- the NR is incapable to be NR,
- they have good reason to think that the patient thinks that their NR is unsuitable, or
- it is not reasonable for the patient or anyone else to apply to court.
Does everyone have a nearest relative?
No. People who are in hospital under section because they have been in contact with the police or courts may not be able to have a NR. These sections are called forensic sections. The following people will not have a NR as defined by the Mental Health Act:
- patients remanded to hospital by the courts under sections 35 or 36,
- patients subject to interim hospital orders under section 38, and
- restricted patients
Restricted patients are offenders, or people awaiting trials, that are in hospital awaiting mental health treatment. They are monitored by The Mental Health Casework Section on behalf of the Justice Secretary. They have extra restrictions given to them because they may be a risk to the public. These restrictions include:
- permission for community leave,
- transfer to another hospital,
- discharge, and
- recall to hospital.
A patient on a section 37 without a restriction order may have an NR. However NR rights will be different.
Can the nearest relative be removed?
If the nearest relative is not a suitable person an application can be made to the County Court to remove them. This is known as ‘displacement’.
A more suitable person can be suggested to the court. However the court could decide to keep the original NR in place. The court will decide to appoint the most suitable person as the NR.
An application to displace the nearest relative can be made by any of these people:
- the patient,
- the patients advocate or carer if the patient lacks mental capacity,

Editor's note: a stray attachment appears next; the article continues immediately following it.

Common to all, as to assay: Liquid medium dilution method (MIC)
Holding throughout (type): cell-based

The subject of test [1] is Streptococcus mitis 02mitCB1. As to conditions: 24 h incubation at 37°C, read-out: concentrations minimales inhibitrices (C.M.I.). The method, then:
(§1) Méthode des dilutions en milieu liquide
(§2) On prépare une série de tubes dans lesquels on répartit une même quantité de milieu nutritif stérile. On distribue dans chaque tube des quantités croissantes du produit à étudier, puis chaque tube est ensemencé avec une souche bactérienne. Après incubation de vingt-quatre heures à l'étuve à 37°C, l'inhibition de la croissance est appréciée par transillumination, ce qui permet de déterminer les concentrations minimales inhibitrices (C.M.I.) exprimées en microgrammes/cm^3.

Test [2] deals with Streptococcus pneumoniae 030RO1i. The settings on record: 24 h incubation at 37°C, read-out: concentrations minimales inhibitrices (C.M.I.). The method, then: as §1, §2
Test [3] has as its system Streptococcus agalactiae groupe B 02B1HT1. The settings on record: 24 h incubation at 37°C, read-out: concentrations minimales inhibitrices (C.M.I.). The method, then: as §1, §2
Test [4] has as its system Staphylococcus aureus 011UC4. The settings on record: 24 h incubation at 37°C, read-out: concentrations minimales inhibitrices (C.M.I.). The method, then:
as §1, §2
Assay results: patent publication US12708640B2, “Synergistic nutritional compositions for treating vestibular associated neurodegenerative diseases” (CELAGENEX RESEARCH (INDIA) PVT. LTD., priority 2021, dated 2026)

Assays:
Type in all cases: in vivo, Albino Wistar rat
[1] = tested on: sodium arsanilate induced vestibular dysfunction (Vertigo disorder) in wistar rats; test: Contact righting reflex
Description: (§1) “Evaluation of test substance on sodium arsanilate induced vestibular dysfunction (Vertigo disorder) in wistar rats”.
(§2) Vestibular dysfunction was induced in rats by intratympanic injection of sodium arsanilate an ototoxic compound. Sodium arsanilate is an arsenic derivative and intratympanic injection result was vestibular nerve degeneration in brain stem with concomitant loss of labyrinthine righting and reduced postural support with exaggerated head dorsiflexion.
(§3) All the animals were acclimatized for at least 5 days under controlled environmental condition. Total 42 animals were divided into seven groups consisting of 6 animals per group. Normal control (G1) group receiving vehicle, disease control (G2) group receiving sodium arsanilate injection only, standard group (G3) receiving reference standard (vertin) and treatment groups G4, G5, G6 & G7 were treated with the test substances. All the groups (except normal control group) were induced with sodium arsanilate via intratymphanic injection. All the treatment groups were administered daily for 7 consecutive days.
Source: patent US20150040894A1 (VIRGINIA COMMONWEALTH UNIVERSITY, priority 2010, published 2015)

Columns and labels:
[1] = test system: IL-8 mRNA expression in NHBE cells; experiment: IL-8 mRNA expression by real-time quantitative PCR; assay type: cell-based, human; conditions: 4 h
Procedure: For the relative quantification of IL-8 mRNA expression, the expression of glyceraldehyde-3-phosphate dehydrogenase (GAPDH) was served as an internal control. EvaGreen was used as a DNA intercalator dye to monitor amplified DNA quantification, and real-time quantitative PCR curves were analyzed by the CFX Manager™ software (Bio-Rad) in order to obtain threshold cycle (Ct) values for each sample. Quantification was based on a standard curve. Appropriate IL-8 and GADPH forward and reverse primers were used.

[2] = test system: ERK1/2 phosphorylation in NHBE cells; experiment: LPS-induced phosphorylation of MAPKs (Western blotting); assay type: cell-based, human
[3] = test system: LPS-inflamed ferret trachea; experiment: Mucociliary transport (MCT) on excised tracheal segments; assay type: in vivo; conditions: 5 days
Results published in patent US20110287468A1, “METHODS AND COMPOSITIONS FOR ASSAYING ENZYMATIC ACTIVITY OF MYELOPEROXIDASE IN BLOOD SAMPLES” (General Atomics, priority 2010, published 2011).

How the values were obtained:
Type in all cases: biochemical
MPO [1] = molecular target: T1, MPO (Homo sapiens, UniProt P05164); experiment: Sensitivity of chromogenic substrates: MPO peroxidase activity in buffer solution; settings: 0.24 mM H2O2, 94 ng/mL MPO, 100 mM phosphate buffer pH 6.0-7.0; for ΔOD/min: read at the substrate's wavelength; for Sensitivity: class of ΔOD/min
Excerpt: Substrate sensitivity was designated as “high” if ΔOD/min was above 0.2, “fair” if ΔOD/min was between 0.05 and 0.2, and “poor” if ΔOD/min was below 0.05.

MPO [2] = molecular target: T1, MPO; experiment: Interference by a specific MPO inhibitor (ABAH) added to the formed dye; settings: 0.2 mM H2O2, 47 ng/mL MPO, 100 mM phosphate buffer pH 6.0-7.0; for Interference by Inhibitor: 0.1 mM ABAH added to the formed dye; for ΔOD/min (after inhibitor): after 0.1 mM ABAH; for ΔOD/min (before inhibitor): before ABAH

- any relative of the patient,
- anyone who the patient was living with before going into hospital, or
- an AMHP.
If you would like to displace your own NR we suggest that you get legal advice from a mental health solicitor. You do not need a solicitor to represent you in County Court, you can represent yourself. If you would like legal representation you may qualify for legal aid. Legal aid may not cover all of the court costs.
Follow this link to find out if you qualify for legal aid: https://www.gov.uk/legal-aid/eligibility
Can an approved mental health professional remove the nearest relative?
An approved mental health professional (AMHP) can apply to the County Court to ‘displace’ or remove the nearest relative (NR). However the county court would make the decision to displace the NR. An AMHP will only make an application if they believe that:
- it is not reasonable for the patient or anyone else to apply to court,
- a patient should be detained in hospital under section 3, or should become a guardianship patient, but the NR disagrees without good reason,
- the NR has used their power to discharge a patient without thinking about the patient’s welfare or the other people’s welfare,
- the NR is likely to discharge a patient from detention, or guardianship without thought for the patient’s welfare or other people’s welfare, or
- is not able to act because of a mental disorder or other illness, or
- the NR is not a suitable person.
It is the AMHP’s decision to apply to the County Court to displace the NR.
What happens if the nearest relative is removed?
If the NR is removed, the County Court can choose who will act as the NR.
Displacement of the NR is likely to last for a certain length of time. This can depend on what section the patient is under.
The NR can apply to the First-tier Tribunal if they have been displaced by the County Court. An application can be made once in the first year following displacement and once in each following year.
How can the NR discharge their relative from the Mental Health Act?
The nearest relative (NR) must give the hospital managers 72 hours written notice if they want to discharge their relative from a section of the Mental Health Act. This includes discharge from a community treatment order (CTO) and guardianship.
There is not a specific form that the NR needs to fill in to discharge the patient.
If the person’s responsible clinician (RC) thinks that the patient should not be discharged they can issue a ‘barring report’ within 72 hours. This will stop the discharge.
If a barring report is issued the NR will have the right to apply to the tribunal for discharge if the patient is detained under section 3 or CTO.
The NR will not be able to discharge the patient from detention at any time in the 6 months that follow the date of the barring report.
A discharge should not be stopped unless the patient is likely to be dangerous to themselves or others.